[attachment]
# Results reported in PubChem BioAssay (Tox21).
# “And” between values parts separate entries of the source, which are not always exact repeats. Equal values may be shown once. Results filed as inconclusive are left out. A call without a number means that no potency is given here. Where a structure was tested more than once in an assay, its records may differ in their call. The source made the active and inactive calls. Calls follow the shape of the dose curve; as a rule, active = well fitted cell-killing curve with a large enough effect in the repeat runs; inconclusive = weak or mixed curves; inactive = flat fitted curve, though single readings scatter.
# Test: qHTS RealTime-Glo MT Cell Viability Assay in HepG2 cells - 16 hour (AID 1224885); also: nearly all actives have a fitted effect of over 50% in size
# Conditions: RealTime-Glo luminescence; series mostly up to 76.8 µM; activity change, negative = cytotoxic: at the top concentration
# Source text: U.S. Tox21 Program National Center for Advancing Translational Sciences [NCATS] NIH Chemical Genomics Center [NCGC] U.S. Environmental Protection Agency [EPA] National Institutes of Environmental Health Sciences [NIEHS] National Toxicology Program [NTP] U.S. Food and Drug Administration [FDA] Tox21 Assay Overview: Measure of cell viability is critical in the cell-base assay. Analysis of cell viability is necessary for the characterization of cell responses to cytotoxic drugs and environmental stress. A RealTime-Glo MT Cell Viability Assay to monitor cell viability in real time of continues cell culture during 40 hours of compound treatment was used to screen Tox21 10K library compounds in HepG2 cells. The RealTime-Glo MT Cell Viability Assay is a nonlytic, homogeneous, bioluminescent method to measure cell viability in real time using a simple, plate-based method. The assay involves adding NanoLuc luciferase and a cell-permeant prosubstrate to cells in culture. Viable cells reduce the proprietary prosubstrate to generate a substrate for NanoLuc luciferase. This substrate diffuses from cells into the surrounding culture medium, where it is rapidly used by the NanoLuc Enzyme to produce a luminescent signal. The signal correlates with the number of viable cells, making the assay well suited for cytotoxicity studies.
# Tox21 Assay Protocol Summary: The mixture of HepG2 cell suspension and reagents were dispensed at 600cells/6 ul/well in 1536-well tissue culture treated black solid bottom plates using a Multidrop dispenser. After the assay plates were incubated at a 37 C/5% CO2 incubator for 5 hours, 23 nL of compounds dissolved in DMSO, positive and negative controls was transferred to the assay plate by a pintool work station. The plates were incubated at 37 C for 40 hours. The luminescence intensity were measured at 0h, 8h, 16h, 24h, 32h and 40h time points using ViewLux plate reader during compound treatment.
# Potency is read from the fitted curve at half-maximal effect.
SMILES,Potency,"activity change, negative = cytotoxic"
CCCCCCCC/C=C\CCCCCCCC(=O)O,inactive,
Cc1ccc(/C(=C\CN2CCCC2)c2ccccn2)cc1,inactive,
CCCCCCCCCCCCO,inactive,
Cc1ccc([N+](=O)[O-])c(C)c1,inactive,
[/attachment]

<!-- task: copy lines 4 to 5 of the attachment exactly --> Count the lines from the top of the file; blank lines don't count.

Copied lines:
# Conditions: RealTime-Glo luminescence; series mostly up to 76.8 µM; activity change, negative = cytotoxic: at the top concentration
# Source text: U.S. Tox21 Program National Center for Advancing Translational Sciences [NCATS] NIH Chemical Genomics Center [NCGC] U.S. Environmental Protection Agency [EPA] National Institutes of Environmental Health Sciences [NIEHS] National Toxicology Program [NTP] U.S. Food and Drug Administration [FDA] Tox21 Assay Overview: Measure of cell viability is critical in the cell-base assay. Analysis of cell viability is necessary for the characterization of cell responses to cytotoxic drugs and environmental stress. A RealTime-Glo MT Cell Viability Assay to monitor cell viability in real time of continues cell culture during 40 hours of compound treatment was used to screen Tox21 10K library compounds in HepG2 cells. The RealTime-Glo MT Cell Viability Assay is a nonlytic, homogeneous, bioluminescent method to measure cell viability in real time using a simple, plate-based method. The assay involves adding NanoLuc luciferase and a cell-permeant prosubstrate to cells in culture. Viable cells reduce the proprietary prosubstrate to generate a substrate for NanoLuc luciferase. This substrate diffuses from cells into the surrounding culture medium, where it is rapidly used by the NanoLuc Enzyme to produce a luminescent signal. The signal correlates with the number of viable cells, making the assay well suited for cytotoxicity studies.